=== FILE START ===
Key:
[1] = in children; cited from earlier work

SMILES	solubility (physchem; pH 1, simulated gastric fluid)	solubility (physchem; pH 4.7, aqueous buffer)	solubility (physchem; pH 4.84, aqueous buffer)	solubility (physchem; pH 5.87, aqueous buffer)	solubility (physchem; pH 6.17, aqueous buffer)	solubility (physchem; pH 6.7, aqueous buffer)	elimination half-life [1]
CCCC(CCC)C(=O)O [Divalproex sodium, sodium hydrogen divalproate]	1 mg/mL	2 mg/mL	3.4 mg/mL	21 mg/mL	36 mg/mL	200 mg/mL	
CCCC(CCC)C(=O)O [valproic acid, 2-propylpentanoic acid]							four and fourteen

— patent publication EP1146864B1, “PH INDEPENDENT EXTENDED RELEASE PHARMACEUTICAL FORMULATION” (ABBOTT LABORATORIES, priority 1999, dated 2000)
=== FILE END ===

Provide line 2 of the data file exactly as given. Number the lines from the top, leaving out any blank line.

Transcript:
[1] = in children; cited from earlier work